Respiratory experts in Southampton have warned a strain of flu not covered by the seasonal vaccine is contributing to a significant rise in emergency hospital admissions.
Dr Ben Marshall, a specialist in respiratory medicine at Southampton General Hospital, said the number of patients admitted with respiratory illnesses had doubled.
Around half were found to have the influenza A H3 virus, a severe strain of the virus which is included in the annual seasonal influenza vaccine but, this year, has changed significantly (mutated) since the vaccine was prepared.
“We have seen the number of patients, mainly those who have respiratory conditions such as asthma or COPD, being admitted as medical emergencies increase from 25 to 30 a day to more than 50 a day,” he explained.
“'Using a novel swab test, we have been able to rapidly discover what type of virus they are suffering from and a large proportion of them have had the influenza A H3 strain, which is now evading the immune response generated in recipients by the current seasonal vaccine.”
Dr Marshall said despite the large numbers, the majority of patients admitted with respiratory conditions complicated by illnesses such as flu and other viruses were being treated and discharged “within days” – but the volume was adding “significant strain” to already stretched hospitals.
Dr Tristan Clark, a specialist in infectious diseases and respiratory viruses at Southampton General Hospital, said national figures showed cases of influenza were rising steadily week-on-week and warned that high levels of influenza activity could continue for another eight weeks.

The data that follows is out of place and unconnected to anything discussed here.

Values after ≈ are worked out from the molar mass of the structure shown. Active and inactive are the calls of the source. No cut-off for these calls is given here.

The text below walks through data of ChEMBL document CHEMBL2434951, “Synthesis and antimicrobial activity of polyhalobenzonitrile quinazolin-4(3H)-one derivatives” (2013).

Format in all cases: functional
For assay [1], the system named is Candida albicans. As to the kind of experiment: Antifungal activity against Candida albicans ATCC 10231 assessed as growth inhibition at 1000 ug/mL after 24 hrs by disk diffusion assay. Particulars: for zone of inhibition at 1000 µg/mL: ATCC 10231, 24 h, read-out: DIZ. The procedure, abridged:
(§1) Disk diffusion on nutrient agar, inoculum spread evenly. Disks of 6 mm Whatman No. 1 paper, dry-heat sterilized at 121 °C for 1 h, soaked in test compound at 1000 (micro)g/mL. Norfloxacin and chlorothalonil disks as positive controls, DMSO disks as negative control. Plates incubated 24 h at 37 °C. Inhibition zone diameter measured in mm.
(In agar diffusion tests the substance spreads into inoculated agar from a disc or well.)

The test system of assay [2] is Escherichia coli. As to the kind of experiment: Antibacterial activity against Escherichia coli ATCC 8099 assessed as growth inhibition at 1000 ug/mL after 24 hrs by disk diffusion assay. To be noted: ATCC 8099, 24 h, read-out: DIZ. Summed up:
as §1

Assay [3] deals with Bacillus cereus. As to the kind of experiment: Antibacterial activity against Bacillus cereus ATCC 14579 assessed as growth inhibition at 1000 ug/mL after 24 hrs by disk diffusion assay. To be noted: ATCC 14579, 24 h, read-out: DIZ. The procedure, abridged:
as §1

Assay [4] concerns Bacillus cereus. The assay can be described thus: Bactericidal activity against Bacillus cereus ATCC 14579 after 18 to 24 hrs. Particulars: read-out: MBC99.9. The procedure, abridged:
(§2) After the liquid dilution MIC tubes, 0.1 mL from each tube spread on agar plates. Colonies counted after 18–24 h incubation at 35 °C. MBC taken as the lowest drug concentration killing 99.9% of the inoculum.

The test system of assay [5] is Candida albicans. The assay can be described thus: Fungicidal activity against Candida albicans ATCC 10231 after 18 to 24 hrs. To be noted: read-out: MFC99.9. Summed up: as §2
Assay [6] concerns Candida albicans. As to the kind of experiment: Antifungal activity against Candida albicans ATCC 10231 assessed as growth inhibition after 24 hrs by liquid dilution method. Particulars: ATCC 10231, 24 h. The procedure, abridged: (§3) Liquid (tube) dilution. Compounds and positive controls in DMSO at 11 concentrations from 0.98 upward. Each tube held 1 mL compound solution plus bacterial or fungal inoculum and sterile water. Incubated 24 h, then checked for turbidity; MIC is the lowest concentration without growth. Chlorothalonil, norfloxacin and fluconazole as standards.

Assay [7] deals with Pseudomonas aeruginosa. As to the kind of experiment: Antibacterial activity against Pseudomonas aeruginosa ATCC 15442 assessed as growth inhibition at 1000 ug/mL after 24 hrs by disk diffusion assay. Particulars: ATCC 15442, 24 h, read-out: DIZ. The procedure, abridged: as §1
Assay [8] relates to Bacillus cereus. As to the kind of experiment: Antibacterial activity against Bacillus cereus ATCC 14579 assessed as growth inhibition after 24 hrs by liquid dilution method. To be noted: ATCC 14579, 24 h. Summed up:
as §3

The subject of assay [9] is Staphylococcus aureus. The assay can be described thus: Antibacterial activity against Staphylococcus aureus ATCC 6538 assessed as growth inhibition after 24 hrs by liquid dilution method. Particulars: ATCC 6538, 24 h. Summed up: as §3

“The flu season began in the UK around four weeks ago, which is a bit earlier than last year, and admissions are up significantly,” he said.
“Based on the current trend and increasing hospital admissions, there is a high possibility we could continue to see such levels of activity for the next eight weeks.”
Dr Clark, who is also a researcher in infectious diseases at the University of Southampton, explained flu preparations were made every year based on the flu season already seen in other parts of the world.
“We can sometimes predict what a flu season is going to be like based on the activity in the southern hemisphere before it reaches north of the equator and we know countries like Australia had a bad year,” he said.
“Unfortunately, since the vaccine was prepared, the influenza A H3 strain has changed significantly, making the vaccine less effective at protecting against the virus – something we occasionally see.”
He added, although less effective, people should still get vaccinated to offer some degree of protection – particularly those with chronic illnesses who have still not had the jab.
In addition, the antiviral drug Tamiflu remains active against all strains of influenza and is effective at reducing severity of symptoms, especially when given early in the course of the illness.
Posted on Thursday 8 January 2015